When it comes to filing your federal income taxes, it can pay to review your situation and plan ahead.
We will help you identify year-round tax-savings opportunities and work with your tax professional to help ensure you’re not paying more taxes than required.
To lower your tax bill, here are eight possibilities to consider with us.
In this article:
- Plan throughout the year for taxes
- Contribute to your retirement accounts
- Contribute to your HSA
- If you’re older than 70.5 years, consider a QCD
- If you’re itemizing, maximize deductions
- Look for opportunities to leverage available tax credits
- Consider tax-loss harvesting
- Review opportunities to harvest capital gains
- Questions to discuss with us
1. Plan throughout the year for taxes
By planning throughout the year, you can determine your likely tax bracket and plan strategies to lower your taxable income.
- At the beginning of the year: It may seem early, but this proactive mindset will be worth it when it comes time to file. The sooner you start preparing for the tax season, the more flexibility you’ll have to pursue tax strategies that could potentially benefit you.
- At the end of the year: Revisiting and considering year-end tax strategies may help you identify any final opportunities to reduce your tax bill. For example, you may realize you’re able to contribute more pre-tax assets to your 401(k) at year’s end, helping to reduce your taxable income.
2. Contribute to your retirement accounts
Contributing to retirement can be beneficial for both your long-term financial health and your near-term tax bill. Here are a few ways that contributions to your retirement accounts can help you achieve tax savings:
- Traditional 401(k): Because your contributions are withdrawn from your paycheck before you’ve paid taxes, your taxable income will be lower, potentially reducing the federal taxes you owe for the year. This can be especially important to consider if your income straddles tax brackets.
- Traditional IRA: Contributions may be tax deductible, depending on your income level and whether you have a retirement plan option at work.
- Roth IRA: Roth IRAs are funded with after-tax dollars, so contributions won’t lower your immediate tax bill. However, you will benefit from tax-free distributions in retirement if certain conditions are met.
3. Contribute to your HSA
If you’re in a high-deductible health plan, you might qualify for a health savings account (HSA). If so, consider increasing your contributions. Your contributions are pre-tax, which reduces your taxable income today. The account can grow tax-deferred and distributions can be tax-free if certain conditions are met. These are the only accounts that have this triple-tax benefit.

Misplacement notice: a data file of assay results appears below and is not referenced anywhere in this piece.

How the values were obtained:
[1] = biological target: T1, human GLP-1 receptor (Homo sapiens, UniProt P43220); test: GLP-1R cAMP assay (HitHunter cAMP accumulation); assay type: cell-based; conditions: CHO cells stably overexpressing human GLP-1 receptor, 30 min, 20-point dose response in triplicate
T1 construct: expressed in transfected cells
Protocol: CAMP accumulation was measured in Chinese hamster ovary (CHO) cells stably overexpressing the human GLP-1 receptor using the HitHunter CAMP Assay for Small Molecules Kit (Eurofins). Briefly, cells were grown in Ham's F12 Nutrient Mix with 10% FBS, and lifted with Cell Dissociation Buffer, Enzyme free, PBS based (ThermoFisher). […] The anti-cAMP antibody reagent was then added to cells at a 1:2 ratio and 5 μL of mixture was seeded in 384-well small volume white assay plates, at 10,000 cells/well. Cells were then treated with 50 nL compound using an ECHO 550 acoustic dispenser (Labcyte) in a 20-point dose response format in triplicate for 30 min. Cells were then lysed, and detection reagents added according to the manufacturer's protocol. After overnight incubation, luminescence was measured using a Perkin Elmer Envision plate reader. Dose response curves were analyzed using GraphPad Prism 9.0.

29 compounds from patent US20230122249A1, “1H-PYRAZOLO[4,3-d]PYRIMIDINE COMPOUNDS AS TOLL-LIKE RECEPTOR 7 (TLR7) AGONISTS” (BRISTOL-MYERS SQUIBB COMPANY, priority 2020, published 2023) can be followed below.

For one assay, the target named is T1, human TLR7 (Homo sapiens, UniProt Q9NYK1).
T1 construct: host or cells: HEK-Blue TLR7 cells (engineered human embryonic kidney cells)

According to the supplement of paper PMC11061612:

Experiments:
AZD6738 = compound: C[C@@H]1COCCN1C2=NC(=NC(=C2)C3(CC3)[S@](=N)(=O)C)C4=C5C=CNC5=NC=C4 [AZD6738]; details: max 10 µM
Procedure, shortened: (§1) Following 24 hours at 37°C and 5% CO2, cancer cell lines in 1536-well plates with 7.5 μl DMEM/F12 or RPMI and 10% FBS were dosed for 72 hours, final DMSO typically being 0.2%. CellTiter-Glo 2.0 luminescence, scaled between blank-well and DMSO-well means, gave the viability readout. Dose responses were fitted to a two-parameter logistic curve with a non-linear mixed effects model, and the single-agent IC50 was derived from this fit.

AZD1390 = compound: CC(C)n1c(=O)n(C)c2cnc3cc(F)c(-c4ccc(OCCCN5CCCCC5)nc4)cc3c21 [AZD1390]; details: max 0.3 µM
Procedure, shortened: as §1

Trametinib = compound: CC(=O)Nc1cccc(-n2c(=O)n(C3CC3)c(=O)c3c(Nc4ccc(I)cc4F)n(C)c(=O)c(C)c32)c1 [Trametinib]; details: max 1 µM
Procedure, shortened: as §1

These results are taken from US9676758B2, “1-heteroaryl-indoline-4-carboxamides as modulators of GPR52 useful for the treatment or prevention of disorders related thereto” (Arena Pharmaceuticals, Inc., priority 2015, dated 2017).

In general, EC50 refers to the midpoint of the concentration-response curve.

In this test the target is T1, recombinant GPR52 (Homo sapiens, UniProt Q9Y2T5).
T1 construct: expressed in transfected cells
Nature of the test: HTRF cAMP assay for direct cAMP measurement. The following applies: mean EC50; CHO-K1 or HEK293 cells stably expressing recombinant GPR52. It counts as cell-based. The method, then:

4. If you’re older than 70.5 years, consider a QCD
If you are 70.5 years or older and would like to support a charity, consider making a qualified charitable distribution (QCD) up to $100,000 directly from an IRA to a qualified charity. A QCD keeps IRA distributions from impacting your adjusted gross income (AGI) now and in the future. It works whether you take the standard deduction or itemize deductions, and it can count toward your required minimum distribution (RMD), if you have one.
5. If you’re itemizing, maximize your deductions
A tax deduction reduces your taxable income. Consider whether the standard deduction or itemized deductions may be most beneficial based your circumstances. If you’re planning to itemize (instead of taking the standard deduction), consider how you can take early steps to maximize the tax benefit by taking advantage of deductions that are only available to those who itemize.
Here are some top itemized deductions to consider:
- Qualified charitable gifts
- Unreimbursed medical and dental expenses that exceed 7.5% of adjusted gross income
- Mortgage interest deduction1
6. Look for opportunities to leverage available tax credits
A tax credit reduces your tax liability, dollar-for-dollar. To ensure you’re not missing new credits from the government, review potential credits available to you on a yearly basis. For example, the Inflation Reduction Act offers tax credits for taxpayers who purchase a qualified electric vehicle or make certain energy improvements to their homes.2
7. Consider tax-loss harvesting
If you experienced any investing losses, they can potentially become a tax-savings opportunity through a strategy called tax-loss harvesting. When executed properly, tax-loss harvesting allows you to manage and reduce your tax burden by selling investments at a loss to offset the taxes owed on capital gains from other investments. In summary, it’s one way to use the tax code to reduce the sting of an investment loss. However, this strategy can be complex to employ, so please reach out to us for personalized guidance.
8. Review opportunities to harvest capital gains
Harvesting capital gains to achieve tax benefits is the opposite of tax-loss harvesting, and the next couple of years may be an optimal time to employ this strategy thanks to temporarily lower tax brackets.
Here’s why: In 2017, the Tax Cuts and Jobs Act temporarily reduced income taxes and brackets through the end of 2025. Barring a new law that extends these rates, it’s worth considering strategic opportunities to sell certain assets that have experienced gains. If executed correctly, you could potentially pay taxes on the gains under more favorable tax brackets.
Your next tax bill may be higher due to the sale, but in the long run, you may realize greater tax savings than if you sell when the tax brackets return to their pre-2017 levels. Like tax-loss harvesting, this is a complex strategy, so reach out to us for guidance on whether this opportunity is right for your unique situation.
We can help you identify tax-saving opportunities
We will review your financial situation with your tax professional and discuss how you may be able to take advantage of these and other tax-saving opportunities.